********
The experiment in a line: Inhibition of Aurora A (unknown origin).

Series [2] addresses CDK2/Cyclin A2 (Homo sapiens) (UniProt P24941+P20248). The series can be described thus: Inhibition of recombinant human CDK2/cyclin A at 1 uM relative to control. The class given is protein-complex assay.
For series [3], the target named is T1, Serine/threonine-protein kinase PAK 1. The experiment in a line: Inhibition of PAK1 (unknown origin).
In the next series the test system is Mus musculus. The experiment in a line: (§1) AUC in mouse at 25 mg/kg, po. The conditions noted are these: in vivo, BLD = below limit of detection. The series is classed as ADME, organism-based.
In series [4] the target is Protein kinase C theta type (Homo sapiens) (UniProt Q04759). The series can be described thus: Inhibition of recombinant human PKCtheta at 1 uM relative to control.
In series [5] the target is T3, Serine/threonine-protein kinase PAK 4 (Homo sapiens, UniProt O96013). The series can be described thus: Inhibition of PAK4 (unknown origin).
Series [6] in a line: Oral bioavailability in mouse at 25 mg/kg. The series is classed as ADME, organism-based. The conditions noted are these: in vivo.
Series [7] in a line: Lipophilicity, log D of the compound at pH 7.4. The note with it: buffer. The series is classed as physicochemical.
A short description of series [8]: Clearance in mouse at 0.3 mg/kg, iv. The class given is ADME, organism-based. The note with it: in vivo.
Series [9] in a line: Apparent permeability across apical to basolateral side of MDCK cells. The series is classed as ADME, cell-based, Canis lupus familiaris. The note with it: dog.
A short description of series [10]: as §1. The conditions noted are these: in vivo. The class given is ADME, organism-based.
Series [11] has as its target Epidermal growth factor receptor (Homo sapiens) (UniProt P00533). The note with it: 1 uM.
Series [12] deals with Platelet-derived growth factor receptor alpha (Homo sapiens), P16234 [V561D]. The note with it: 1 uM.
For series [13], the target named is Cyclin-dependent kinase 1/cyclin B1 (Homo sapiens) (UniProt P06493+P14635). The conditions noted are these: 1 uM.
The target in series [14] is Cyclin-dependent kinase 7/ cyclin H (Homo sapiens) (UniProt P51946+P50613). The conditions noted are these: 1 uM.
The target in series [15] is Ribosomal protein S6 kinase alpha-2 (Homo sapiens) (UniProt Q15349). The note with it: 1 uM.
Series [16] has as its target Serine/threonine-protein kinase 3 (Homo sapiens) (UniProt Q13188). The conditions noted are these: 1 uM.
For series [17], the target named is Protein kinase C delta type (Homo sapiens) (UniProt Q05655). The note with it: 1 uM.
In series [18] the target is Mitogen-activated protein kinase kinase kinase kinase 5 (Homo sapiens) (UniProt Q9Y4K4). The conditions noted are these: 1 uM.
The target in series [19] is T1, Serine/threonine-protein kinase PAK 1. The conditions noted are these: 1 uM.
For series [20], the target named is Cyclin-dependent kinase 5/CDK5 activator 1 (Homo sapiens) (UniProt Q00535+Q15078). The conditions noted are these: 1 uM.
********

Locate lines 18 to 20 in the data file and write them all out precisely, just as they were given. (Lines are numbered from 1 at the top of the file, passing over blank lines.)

For series [17], the target named is Protein kinase C delta type (Homo sapiens) (UniProt Q05655). The note with it: 1 uM.
In series [18] the target is Mitogen-activated protein kinase kinase kinase kinase 5 (Homo sapiens) (UniProt Q9Y4K4). The conditions noted are these: 1 uM.
The target in series [19] is T1, Serine/threonine-protein kinase PAK 1. The conditions noted are these: 1 uM.